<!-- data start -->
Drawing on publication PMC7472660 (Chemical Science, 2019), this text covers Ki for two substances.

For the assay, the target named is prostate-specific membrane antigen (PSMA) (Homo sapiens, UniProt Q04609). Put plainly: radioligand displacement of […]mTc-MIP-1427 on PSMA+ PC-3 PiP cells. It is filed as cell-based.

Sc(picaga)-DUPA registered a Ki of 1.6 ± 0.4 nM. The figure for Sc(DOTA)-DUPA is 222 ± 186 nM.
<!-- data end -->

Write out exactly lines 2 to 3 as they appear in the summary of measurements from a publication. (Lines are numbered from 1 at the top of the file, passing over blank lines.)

For the assay, the target named is prostate-specific membrane antigen (PSMA) (Homo sapiens, UniProt Q04609). Put plainly: radioligand displacement of […]mTc-MIP-1427 on PSMA+ PC-3 PiP cells. It is filed as cell-based.

Sc(picaga)-DUPA registered a Ki of 1.6 ± 0.4 nM. The figure for Sc(DOTA)-DUPA is 222 ± 186 nM.